The Cosmology Large Angular Scale Surveyor (CLASS) is a polarization-sensitive telescope array located at an altitude of 5,200 m in the Chilean Atacama Desert. CLASS is designed to measure "E-mode" (even parity) and "B-mode" (odd parity) polarization patterns in the Cosmic Microwave Background (CMB) over large angular scales with the aim of improving our understanding of inflation, reionization, and dark matter. CLASS is currently observing with three telescopes covering four frequency bands: one at 40 GHz (Q); one at 90 GHz (W1); and one dichroic system at 150/220 GHz (G). In these proceedings, we discuss the updated design and in-lab characterization of new 90 GHz detectors. The new detectors include design changes to the transition-edge sensor (TES) bolometer architecture, which aim to improve stability and optical efficiency. We assembled and tested four new detector wafers, to replace four modules of the W1 focal plane. These detectors were installed into the W1 telescope, and will achieve first light in the austral winter of 2022. We present electrothermal parameters and bandpass measurements from in-lab dark and optical testing. From in-lab dark tests, we also measure a median NEP of 12.3 aW√ s across all four wafers about the CLASS signal band, whichmore »is below the expected photon NEP of 32 aW√ s from the field. We therefore expect the new detectors to be photon noise limited.« less
    Free, publicly-accessible full text available August 31, 2023
  6. ABSTRACT

    We measure the local correlation between radio emission and Compton-y signal across two galaxy clusters, Abell 399 and Abell 401, using maps from the Low Frequency Array and the Atacama Cosmology Telescope  + Planck. These data sets allow us to make the first measurement of this kind at ∼arcmin resolution. We find that the radio brightness scales as Fradio ∝ y1.5 for Abell 401 and Fradio ∝ y2.8 for Abell 399. Furthermore, using XMM–Newton data, we derive a sublinear correlation between radio and X-ray brightness for both the clusters ($F_{\mathrm{radio}} \propto F_{\rm X}^{0.7}$). Finally, we correlate the Compton-y and X-ray data, finding that an isothermal model is consistent with the cluster profiles, $y \propto F_{\rm X}^{0.5}$. By adopting an isothermal–β model, we are able, for the first time, to jointly use radio, X-ray, and Compton-y data to estimate the scaling index for the magnetic field profile, B(r) ∝ ne(r)η in the injection and re-acceleration scenarios. Applying this model, we find that the combined radio and Compton-y signal exhibits a significantly tighter correlation with the X-ray across the clusters than when the data sets are independently correlated. We find η ∼ 0.6–0.8. These results are consistent with the upper limit we derive for the scaling index of the magnetic field usingmore »rotation measure values for two radio galaxies in Abell 401. We also measure the radio, Compton-y, and X-ray correlations in the filament between the clusters but conclude that deeper data are required for a convincing determination of the correlations in the filament.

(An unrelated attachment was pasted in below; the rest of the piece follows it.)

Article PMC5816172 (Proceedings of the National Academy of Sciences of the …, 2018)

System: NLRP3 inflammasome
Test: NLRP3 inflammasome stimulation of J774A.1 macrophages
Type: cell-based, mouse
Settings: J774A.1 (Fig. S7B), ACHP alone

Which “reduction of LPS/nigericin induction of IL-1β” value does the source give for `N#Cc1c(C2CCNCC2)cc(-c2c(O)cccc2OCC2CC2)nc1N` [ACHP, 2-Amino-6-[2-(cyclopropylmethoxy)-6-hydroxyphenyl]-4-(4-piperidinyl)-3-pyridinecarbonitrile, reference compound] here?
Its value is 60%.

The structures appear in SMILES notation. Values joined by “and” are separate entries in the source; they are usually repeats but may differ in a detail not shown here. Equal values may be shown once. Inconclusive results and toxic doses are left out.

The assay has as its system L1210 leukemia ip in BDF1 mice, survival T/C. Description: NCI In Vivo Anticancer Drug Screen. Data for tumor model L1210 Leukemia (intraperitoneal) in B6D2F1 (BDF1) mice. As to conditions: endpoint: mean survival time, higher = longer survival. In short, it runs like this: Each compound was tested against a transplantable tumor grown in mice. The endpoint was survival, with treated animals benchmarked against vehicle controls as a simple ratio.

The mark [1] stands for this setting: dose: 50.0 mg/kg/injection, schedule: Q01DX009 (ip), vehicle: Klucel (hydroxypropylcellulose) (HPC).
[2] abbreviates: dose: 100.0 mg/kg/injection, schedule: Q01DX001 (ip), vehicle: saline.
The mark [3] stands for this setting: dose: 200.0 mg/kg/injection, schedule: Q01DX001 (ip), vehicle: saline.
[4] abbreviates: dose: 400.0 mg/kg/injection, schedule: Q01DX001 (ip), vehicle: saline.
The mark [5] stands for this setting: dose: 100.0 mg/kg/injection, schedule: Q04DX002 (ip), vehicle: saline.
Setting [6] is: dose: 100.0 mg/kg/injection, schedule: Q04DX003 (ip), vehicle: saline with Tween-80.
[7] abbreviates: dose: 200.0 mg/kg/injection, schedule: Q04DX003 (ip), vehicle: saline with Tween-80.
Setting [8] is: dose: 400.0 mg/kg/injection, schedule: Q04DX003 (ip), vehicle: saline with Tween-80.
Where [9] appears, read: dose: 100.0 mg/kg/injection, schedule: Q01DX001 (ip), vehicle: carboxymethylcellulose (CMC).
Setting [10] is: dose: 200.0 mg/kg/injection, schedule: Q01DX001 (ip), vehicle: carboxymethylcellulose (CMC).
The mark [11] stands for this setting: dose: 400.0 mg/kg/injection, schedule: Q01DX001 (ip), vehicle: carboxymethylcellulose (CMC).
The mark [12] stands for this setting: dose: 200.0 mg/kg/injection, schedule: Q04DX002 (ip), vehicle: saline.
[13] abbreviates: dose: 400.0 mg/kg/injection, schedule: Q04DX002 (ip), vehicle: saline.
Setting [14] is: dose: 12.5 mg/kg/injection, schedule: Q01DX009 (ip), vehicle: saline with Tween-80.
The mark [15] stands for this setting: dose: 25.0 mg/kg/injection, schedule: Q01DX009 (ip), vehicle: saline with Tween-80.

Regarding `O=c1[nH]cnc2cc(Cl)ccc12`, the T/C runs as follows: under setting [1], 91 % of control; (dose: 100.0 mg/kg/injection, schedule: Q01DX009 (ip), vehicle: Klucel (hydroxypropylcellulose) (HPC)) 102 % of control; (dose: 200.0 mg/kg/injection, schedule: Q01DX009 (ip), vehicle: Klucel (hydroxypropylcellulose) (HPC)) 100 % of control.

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  7. Abstract We describe the measurement and treatment of the telescope beams for the Atacama Cosmology Telescope's fourth data release, DR4. Observations of Uranus are used to measure the central portion (<12 ' ) of the beams to roughly -40 dB of the peak. Such planet maps in intensity are used to construct azimuthally averaged beam profiles, which are fit with a physically motivated model before being transformed into Fourier space. We investigate and quantify a number of percent-level corrections to the beams, all of which are important for precision cosmology. Uranus maps in polarization are used to measure the temperature-to-polarization leakage in the main part of the beams, which is ≲ 1% (2.5%) at 150 GHz (98 GHz). The beams also have polarized sidelobes, which are measured with observations of Saturn and deprojected from the ACT time-ordered data. Notable changes relative to past ACT beam analyses include an improved subtraction of the atmospheric effects from Uranus calibration maps, incorporation of a scattering term in the beam profile model, and refinements to the beam model uncertainties and the main temperature-to-polarization leakage terms in the ACT power spectrum analysis.
    Free, publicly-accessible full text available May 1, 2023
  8. Near-field radio holography is a common method for measuring and aligning mirror surfaces for millimeter and sub-millimeter telescopes. In instruments with more than a single mirror, degeneracies arise in the holography measurement, requiring multiple measurements and new fitting methods. We present HoloSim-ML, a Python code for beam simulation and analysis of radio holography data from complex optical systems. This code uses machine learning to efficiently determine the position of hundreds of mirror adjusters on multiple mirrors with few micrometer accuracy. We apply this approach to the example of the Simons Observatory 6 m telescope.

  9. Free, publicly-accessible full text available June 1, 2023